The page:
There are some syntactical problems with the provided code-as noted in the comments- but apart from that, it would be possible to perform the same operations as the ones in the Q, with evaluating something that would eventually get to a form such as
J[#1+#2&,#1-#2&] in order to accommodate the definition of
J is defined in such a way as to receive two arguments which have head
Function. In the code example of the Q,
J[u+v,u-v] does not evaluate as expected because the provided arguments have
Function (as already pointed to in the comments). Here, the arguments passed to
J are 'functions'.
Now, I am not sure you will be happy with this iteration of your code either, because-in all likelihood-those
ys are already defined in terms of
v and you'll have to rewrite them in terms of
#2 (rewrite them as pure functions in order for them to 'play nice' with the initial def. of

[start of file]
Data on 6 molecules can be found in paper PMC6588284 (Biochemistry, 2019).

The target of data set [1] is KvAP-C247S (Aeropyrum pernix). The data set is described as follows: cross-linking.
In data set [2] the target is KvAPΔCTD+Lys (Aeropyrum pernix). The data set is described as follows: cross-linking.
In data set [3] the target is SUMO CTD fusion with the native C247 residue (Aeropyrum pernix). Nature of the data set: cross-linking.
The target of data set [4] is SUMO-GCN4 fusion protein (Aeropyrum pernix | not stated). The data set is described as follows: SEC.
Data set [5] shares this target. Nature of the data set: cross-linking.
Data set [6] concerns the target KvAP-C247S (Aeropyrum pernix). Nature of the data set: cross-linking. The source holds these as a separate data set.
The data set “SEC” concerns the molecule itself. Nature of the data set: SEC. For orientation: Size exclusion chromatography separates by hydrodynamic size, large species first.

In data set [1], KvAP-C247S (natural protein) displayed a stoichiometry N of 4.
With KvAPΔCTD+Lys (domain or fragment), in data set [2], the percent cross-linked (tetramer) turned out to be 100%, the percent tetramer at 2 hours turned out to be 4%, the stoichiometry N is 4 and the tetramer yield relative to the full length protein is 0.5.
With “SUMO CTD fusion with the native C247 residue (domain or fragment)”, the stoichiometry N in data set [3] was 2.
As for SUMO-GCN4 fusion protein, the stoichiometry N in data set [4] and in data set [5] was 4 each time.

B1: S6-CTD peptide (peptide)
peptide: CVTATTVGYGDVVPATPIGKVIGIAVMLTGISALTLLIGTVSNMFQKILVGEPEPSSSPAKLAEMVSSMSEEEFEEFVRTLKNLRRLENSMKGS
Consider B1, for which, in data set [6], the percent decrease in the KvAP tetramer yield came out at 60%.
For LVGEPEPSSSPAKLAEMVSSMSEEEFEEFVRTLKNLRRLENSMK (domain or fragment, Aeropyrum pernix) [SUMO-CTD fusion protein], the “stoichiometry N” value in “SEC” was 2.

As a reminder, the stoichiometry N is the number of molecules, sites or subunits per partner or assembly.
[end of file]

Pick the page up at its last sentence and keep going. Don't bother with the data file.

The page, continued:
Also, in this case, the remaing of the code needs refactoring too eg something like
D[x, u] would have to be re- written as
D[x[u,v],u] to take into considetation the fact that
x is in fact a pure function of two arguments etc.
Additionally, relevant to the possible code refactoring is the fact that you can construct the Jacobian matrix in a more compact way as displayed in another nice answer to your Q.
In closing, refactor the code either to allow
J to accept expressions other than
Function as arguments or change the
y functions to pure functions along with appropriate changes to the derivatives; also perhaps consider a more compact way for writing the Jacobian.